Kristin Butcher

DNA is quickly becoming a tool for genealogists in confirming links

Geneology with Kristin Butcher

One of the things I admire about the British is the way they embrace their past—warts and all.

Unlike Canadians, who have the broom out and the corner of the carpet lifted at the first hint of a scandal, the British tend to celebrate the foibles of their ancestors, insuring they will always be remembered. Who doesn’t know about Henry VIII and his many wives? And what about Edward VIII and Wallis Simpson? The man gave up his throne for the woman he loved! It doesn’t get any more romantic than that.

There are endless juicy stories associated with the royals, but perhaps one that has stirred up the most dust in recent years is that of Richard III. He was the last Plantagenet king. He was also a hunchback, but, by all reports, an amazing soldier nevertheless. He died on Bosworth Field in 1485. He was 32. A horse, a horse; my kingdom for a horse! Ring any bells? Yes, that was him.

Those were treacherous times. England was embroiled in the War of the Roses, and there were plots being hatched at every turn. So it’s small wonder, Richard was accused of murdering his two young nephews. They were in line to inherit the throne, and in some people’s eyes that meant Richard stood in their way. Kill or be killed, I suppose. Still, there is no proof—at least not yet.

But that could all change. In 2012 Richard III’s remains were found under a carpark, where Greyfriars Church once stood—the site of Richard’s burial. Not only did the bones confirm the person buried there was a hunchback, but mitochondrial DNA, passed down from Richard’s sister to two living relatives today confirmed the bones were indeed those of Richard III. How big a stretch can it be to link him to his nephews’ murders? I’m sure time will tell.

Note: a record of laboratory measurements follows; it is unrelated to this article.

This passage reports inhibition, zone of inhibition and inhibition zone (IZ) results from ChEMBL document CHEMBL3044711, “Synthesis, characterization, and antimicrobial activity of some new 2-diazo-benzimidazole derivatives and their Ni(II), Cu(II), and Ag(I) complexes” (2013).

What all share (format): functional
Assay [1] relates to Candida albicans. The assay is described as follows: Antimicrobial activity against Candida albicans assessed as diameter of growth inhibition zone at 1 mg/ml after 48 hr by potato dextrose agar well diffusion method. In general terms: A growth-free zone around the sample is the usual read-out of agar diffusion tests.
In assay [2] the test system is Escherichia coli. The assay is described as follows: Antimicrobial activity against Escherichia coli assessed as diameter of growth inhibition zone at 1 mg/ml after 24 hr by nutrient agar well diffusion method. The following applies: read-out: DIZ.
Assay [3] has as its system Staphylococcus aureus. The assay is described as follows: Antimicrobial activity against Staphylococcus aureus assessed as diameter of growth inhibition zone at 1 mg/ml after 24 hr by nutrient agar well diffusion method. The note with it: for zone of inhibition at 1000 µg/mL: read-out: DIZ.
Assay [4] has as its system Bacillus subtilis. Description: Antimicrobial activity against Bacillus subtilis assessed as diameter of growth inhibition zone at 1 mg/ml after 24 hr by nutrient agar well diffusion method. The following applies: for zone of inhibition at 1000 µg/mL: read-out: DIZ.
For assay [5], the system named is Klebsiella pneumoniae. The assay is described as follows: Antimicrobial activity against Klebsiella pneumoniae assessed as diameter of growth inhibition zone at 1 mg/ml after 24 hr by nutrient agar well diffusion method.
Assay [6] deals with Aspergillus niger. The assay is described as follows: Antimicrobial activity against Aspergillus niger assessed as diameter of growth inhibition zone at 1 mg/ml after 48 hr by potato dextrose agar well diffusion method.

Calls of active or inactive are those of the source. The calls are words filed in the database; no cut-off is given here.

DNA! It’s amazing stuff. We’ve always had it, but until recently, scientists hadn’t figured out how to use it. That’s quickly changing. Not only does DNA help the police track down ‘who-dun-it’, it has now become a tool for genealogists.

Having your DNA analyzed can clear up many family relationship questions. It helps establish and define links you weren’t sure of. Through the use of DNA, you can now definitively confirm or eliminate possible family members. Some DNA markers help to place your ancestors in their lands of origin. There are tests for women and others for men, so you can chase down both maternal and paternal lines. Those who’ve been tested can share their findings on a database, which provides another source for tracking down relatives.

Interested in finding out more?

Contact the Campbell River Genealogy Society: http://www.rootsweb.ancestry.com/~bccrgc/